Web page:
In its findings, the trial court summarized the substance of the federal warnings as indicating to the suspects "that the state immunity could not have any effect upon a federal prosecution." Based on this statement, appellants argue that the suspects might have inferred from this that their previous testimony could be used in a federal prosecution.

We conclude that the ordinary sense of the agents' remarks is that the suspects were being warned that a federal prosecution might still be commenced. Not only was the standard Miranda warning given to this effect, but there was extensive discussion between the suspects and the federal agents respecting the cooperation the suspects could expect from the prosecution on sentence reduction after any prosecution. We find no objective flaw and no necessarily misleading inferences in the advice given by the federal agents.

We find it unnecessary to decide whether there would be grounds for reversal if the suspects cooperated because of a subjective misapprehension on their part respecting the permitted uses of the state testimony. Cf. United States v. Kurzer, 534 F.2d 511, 517 (2d Cir. 1976) (subjective reliance on immunity may bear on whether prosecution has an independent source). On this record, no subjective misapprehension with respect to the use of prior state testimony has been established. The appellant Cassie testified in the case, and the testimony did not necessarily support the conclusion that there was a subjective misapprehension respecting the use of previous state testimony. The Miranda warnings given by the agents and their explicit warnings that federal prosecution could be commenced were all that the circumstances of this case required. The trial court's conclusion that in the face of those warnings the appellants made a knowing and intelligent waiver is supported by the record.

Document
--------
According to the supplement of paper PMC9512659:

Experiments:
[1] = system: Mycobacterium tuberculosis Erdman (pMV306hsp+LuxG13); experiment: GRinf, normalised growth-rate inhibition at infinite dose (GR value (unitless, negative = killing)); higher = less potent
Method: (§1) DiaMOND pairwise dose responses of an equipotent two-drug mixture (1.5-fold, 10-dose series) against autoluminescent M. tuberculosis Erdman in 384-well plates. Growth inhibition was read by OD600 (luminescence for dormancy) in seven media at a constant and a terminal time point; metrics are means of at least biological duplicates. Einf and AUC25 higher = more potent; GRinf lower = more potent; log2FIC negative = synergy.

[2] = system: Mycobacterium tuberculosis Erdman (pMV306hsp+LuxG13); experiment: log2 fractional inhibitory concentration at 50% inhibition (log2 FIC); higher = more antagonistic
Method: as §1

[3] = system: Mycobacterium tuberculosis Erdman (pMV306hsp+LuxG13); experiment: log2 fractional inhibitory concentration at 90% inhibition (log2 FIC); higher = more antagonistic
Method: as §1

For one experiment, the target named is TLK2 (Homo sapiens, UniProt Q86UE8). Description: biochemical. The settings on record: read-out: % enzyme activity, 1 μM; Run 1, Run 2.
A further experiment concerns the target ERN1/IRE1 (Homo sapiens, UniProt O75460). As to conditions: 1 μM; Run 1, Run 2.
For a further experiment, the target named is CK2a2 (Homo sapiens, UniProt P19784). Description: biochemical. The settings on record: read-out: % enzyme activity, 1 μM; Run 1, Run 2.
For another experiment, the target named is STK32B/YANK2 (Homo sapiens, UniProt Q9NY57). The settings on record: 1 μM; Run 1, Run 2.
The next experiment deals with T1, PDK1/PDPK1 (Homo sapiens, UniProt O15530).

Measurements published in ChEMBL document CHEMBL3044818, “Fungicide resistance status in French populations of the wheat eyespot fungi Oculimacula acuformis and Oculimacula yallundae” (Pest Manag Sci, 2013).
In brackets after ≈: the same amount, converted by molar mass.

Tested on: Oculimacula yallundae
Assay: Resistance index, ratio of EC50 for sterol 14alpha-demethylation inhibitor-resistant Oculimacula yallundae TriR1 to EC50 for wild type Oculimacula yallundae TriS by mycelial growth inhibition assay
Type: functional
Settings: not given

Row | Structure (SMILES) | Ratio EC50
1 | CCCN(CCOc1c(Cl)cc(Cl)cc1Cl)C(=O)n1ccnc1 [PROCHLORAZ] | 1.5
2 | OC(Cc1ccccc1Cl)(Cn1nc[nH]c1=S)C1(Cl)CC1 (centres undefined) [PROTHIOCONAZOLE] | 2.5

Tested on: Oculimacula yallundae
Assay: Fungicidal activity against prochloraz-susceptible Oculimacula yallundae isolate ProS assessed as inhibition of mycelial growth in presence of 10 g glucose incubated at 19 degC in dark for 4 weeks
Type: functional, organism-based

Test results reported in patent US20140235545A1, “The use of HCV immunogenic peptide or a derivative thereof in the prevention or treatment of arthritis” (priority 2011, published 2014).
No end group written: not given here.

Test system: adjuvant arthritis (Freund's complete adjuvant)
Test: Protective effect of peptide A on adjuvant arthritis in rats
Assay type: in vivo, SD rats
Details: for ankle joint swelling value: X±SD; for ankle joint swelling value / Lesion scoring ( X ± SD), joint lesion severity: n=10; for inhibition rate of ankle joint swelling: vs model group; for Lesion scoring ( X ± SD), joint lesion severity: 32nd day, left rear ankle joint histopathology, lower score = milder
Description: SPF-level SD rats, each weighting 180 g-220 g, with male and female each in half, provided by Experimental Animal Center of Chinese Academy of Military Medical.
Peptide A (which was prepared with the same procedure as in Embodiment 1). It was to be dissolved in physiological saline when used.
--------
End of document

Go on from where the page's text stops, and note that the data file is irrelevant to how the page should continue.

Having concluded that the defendants were properly advised of their Miranda rights and made a knowing and intelligent waiver before giving statements to federal authorities, we note that, by waiving their fifth amendment rights, the defendants themselves became an independent, legitimate source of evidence for the federal authorities. The Government could therefore use the defendants' statements in the federal investigation and prosecution. Cf. Pillsbury Co. v. Conboy, 459 U.S. 248, 263, 103 S. Ct. 608, 617, 74 L. Ed. 2d 430 (1983) (civil deponent's testimony closely tracking his prior immunized testimony is not, without duly authorized assurance of immunity at the time, itself immunized testimony).